I had a potential client come up to me for a tour (teenager) he is a three sport athlete and one of the sports he does is Bull Riding. How might a trainer go about training someone for that. I figure to work on a lot of balance techniques but still trying to come up with a unique way to train him for this activity.
I’ve been riding bulls now for 13 years my best work outs come from climbing a rope to the ceiling and battle ropes I have a drop barrel very cheap and easy to build to help on my balance along with a medicine ball,gymnastics is a great help for this sport because you have to be both mobile and flexible so you bend not break when you hit the ground.bullriding is a sport that’s mostly mental so have him find his comfort zone and break through it he is going to want to work on his cardio even though it’s only 8 second on the bulls back it’s a wild roller coaster you never know what the animal will do and what your counter move may be push the kid in ever scenario you can my work out never exceeds 30 minutes but I will stay on the barrel for about an hour at a time and watch all the greats like Adriano Moraes,Justin McBride,j.b mauney,silvano alves and even kaique pacheco they all have different ways of riding but if he can compare and combine each one into his own riding style he be one of the next greats so find where he is comfortable and find out how many bulls he has been on and how many he climbs on each week when I got out of high school I was getting on 2 bulls a day mon-thurs and climbing on bulls in rodeos friday-sunday he is going to have to learn mentally when riding injured is worth it or if he is just kidding him self because once he hits the higher level bulls and rodeos in order to be the best you have to learn to ride with injuries and learn which ones he can handle and which ones he needs to take a break with.i know it’s a little off topic but with you not having knowledge on the sport just wanted to shed some light on what to look for because most injuries in rodeo are compared to car accidents from having broke necks to lacerated livers and everything so after all this his dedication to the gym is a must just as much as climbing on every bull the kid can
Hello Mitchell Brusseau,
I also was thinking of a suspended barrel to “ride.” Thinking outside the box, add to all the training ideas with animal communication training, if it is not already done.
Here is a cool idea I like:
A google search of bull riding exercises brings up a lot: I like this one, as I believe in a good well rounded workout:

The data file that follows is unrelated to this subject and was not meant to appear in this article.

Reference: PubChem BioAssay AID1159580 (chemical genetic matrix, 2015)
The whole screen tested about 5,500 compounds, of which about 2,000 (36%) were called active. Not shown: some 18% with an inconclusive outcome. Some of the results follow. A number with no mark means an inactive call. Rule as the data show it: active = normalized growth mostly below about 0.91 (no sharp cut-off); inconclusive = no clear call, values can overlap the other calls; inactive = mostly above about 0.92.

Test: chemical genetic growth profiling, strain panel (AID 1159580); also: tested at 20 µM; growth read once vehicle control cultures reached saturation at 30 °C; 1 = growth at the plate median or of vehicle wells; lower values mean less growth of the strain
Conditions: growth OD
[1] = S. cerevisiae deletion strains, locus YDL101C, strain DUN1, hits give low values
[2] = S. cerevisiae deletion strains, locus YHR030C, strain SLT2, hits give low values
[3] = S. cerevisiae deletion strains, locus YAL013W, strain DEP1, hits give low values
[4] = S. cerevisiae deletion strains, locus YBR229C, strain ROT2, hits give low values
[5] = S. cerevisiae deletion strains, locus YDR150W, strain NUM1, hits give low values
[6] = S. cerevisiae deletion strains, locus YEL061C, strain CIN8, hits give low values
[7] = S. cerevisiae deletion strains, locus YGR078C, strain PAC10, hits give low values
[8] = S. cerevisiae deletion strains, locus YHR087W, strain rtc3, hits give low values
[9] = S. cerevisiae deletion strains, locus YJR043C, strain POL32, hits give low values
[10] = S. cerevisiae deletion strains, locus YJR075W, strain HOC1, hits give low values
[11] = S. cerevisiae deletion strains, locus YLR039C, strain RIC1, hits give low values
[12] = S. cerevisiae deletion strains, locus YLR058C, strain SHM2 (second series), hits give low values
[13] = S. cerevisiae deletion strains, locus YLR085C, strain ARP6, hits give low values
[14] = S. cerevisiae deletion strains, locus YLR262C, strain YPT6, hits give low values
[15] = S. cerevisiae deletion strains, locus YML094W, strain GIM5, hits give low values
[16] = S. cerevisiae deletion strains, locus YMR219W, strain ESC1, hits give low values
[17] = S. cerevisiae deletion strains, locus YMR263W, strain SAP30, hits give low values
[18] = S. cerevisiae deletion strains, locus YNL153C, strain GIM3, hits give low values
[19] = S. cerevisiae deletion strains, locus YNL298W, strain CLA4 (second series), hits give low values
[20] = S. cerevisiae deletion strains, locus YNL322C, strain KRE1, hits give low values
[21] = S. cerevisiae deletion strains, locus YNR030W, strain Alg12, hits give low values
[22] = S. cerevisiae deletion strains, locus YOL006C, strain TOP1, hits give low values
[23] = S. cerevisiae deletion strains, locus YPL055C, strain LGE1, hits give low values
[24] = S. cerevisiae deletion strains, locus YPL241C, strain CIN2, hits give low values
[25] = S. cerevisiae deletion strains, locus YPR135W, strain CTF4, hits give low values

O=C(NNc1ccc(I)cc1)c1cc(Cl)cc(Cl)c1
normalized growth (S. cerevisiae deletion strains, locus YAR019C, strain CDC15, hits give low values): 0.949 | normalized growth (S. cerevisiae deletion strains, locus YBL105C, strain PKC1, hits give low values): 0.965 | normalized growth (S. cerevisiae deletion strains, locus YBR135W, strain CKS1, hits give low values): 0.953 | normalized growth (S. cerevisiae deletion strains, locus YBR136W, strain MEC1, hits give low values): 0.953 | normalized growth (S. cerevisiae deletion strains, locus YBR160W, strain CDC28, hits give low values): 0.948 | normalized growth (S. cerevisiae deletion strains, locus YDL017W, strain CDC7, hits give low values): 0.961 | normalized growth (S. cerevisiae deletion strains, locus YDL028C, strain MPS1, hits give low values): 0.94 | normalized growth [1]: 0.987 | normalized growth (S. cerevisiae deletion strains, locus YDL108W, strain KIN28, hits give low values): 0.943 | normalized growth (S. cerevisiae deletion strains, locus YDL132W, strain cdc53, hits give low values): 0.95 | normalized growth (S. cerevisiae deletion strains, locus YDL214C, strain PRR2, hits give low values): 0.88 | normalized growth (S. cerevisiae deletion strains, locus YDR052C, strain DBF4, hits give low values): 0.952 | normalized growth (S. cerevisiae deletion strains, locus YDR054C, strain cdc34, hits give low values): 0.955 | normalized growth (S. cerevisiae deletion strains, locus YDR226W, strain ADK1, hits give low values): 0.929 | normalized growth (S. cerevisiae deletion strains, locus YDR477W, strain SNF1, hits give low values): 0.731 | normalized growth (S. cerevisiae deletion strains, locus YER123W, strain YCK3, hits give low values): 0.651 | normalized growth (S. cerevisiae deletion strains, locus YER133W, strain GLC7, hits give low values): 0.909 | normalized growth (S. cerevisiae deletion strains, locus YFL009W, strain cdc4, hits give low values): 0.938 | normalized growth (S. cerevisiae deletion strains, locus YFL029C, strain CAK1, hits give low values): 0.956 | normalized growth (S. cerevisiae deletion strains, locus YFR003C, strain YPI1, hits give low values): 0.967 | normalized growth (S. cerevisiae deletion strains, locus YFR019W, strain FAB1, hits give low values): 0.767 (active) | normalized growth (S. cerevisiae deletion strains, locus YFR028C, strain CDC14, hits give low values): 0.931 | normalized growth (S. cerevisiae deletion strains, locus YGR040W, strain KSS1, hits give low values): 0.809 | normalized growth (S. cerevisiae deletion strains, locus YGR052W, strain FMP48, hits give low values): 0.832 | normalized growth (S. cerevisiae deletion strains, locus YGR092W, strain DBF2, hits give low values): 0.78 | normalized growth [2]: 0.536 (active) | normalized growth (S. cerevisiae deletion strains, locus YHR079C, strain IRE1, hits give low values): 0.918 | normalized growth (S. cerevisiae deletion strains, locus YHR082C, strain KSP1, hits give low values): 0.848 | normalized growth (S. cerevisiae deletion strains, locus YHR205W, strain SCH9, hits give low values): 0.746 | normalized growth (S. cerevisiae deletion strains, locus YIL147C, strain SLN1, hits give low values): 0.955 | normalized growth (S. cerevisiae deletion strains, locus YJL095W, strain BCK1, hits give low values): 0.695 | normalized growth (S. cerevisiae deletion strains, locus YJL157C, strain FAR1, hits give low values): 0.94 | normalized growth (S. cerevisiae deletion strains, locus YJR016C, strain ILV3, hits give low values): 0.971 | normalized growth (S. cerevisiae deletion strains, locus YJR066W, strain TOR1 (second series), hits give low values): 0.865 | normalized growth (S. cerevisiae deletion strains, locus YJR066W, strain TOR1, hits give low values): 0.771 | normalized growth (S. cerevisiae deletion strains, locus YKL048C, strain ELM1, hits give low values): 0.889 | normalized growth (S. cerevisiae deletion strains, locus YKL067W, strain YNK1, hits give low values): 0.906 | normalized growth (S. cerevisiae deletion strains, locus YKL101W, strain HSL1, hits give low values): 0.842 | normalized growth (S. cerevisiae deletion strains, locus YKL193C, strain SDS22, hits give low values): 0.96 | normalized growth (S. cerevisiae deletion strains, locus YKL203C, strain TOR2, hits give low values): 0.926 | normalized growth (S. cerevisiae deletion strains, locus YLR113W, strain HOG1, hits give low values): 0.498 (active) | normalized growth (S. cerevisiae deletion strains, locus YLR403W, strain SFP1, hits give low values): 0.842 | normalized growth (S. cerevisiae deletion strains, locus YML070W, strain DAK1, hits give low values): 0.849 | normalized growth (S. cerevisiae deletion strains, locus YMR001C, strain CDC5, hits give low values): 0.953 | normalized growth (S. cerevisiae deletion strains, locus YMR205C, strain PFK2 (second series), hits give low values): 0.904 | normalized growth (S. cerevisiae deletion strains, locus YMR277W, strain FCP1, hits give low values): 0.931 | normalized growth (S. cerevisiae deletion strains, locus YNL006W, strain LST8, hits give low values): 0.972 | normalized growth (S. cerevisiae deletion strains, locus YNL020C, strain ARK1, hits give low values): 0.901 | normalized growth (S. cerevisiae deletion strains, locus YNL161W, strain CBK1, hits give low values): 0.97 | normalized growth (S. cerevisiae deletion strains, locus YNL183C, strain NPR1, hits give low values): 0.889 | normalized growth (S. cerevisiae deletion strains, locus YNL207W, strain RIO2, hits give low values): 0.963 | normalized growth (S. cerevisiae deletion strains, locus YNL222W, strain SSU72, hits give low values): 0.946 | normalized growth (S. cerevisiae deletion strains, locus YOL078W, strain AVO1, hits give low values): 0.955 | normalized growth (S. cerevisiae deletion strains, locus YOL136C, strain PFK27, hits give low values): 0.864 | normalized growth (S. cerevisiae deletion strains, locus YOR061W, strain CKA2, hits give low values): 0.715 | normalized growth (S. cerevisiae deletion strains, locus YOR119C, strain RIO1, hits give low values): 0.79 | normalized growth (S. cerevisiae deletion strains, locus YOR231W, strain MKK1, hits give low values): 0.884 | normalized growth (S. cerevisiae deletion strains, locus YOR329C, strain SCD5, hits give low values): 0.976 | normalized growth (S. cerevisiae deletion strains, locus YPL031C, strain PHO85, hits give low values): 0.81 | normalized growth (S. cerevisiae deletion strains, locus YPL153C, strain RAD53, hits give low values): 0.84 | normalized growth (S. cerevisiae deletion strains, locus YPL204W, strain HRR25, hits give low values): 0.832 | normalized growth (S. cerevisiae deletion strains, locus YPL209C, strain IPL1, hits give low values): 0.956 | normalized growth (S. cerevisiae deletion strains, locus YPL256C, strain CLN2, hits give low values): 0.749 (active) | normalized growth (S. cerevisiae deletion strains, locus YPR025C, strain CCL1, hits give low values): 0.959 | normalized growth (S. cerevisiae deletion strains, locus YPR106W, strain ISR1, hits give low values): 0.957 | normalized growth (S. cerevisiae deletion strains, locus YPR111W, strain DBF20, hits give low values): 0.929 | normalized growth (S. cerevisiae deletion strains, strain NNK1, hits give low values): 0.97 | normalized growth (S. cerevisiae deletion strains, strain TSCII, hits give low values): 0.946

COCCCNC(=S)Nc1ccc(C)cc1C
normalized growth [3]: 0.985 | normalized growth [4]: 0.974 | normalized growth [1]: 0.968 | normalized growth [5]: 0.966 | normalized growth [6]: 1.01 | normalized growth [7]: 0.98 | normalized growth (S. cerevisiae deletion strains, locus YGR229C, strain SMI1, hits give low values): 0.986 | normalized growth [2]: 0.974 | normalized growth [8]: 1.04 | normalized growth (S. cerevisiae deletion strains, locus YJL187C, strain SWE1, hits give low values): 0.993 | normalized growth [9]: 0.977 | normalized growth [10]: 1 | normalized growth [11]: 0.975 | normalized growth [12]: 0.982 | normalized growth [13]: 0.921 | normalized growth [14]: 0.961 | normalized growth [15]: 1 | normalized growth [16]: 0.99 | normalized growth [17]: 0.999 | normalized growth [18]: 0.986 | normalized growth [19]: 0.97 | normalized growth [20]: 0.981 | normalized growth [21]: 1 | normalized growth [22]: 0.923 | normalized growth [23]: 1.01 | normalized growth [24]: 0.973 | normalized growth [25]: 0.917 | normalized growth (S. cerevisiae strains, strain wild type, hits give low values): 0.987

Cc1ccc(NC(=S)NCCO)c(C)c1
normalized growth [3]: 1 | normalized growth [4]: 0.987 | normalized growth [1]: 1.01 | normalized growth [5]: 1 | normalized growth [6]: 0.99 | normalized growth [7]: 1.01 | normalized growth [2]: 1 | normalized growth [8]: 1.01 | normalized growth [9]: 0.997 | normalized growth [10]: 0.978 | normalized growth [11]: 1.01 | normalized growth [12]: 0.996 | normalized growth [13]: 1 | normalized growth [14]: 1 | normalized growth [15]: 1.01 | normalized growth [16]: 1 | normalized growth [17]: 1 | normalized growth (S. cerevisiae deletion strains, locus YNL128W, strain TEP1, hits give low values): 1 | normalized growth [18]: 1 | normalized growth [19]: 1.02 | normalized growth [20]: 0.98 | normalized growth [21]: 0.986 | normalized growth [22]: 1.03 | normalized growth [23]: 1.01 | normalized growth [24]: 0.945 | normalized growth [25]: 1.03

I hope this gets you started in the right direction.
Natalie aka NAPS 2 B Fit.
Training athletes in sports with the types and levels of forces (centrifigal, centripetal, linear, etc.), accel/deceleration, etc. that are involved in bull/bronc riding requires an understanding of what is happening during the ride. I would take the time to evaluate video of the athlete while riding and video of some of the most successful riders (I would imagine that not to be too difficult to find online). I have never trained a rodeo rider. So, I have never evaluated the sport. If you have a solid understanding of physics and biomechanics, you could do this yourself. It is pretty time consuming. I would require a non-refundable fee and commitment to at least 20 training sessions before agreeing to invest the time and effort into designing a program for bull riding. Unless I thought that there would be a considerable market for this type of training in my area. Without doing the evaluation necessary, I would just be guessing as to possible training techniques.
If you don’t have the background to do the evaluation, I would recommend designing a program utilizing power, speed, quickness, agility, and HIIT training. Focus more on stability training than balance. Balance doesn’t come into play much in bull riding from what I can see ( the rider isn’t balancing, he is reacting and adjusting to the applied forces and has changing/shifting points of contact with bull). Bull riding is definitely not an endurance activity, I would limit endurance training to post season/off season training. Incorporating myofascial release, stretching, icing and other recovery modalities would be good as well.
This is an interesting question. I have two ideas. My first thought was to have him do squats on a BOSU while holding only one heavy dumb bell in his right hand and then a second set holding the dumb bell in his left hand. Then Nancy gave me this idea. If you have a large enough Swiss ball, have him sit on the Swiss ball as if he is sitting on a bull with his adductors squeezing tightly on the ball. Then have him hold on to the handles of a fully lengthened TRX while you gently pull on the other end of the TRX straps in different directions trying to challenge him to stay on the ball without falling off.
Another thing that he might already do, but you could also do, is take a look at some clips of him riding. See if you can figure out if there’s a “tell” that he’s going to fall, and whether there’s a balance, strength, quick reaction that you could help him improve on by creating a set of related drills.
Maybe compare his films with films of professional or winning riders, and see what is different about their movement than his. Are they more fluid? Are they better at keeping their centers of gravity aligned with the bull? etc.
What does he think he needs to work on?
What is the body type of a world class bull rider (I have no idea, but that might give you some sort of clue)?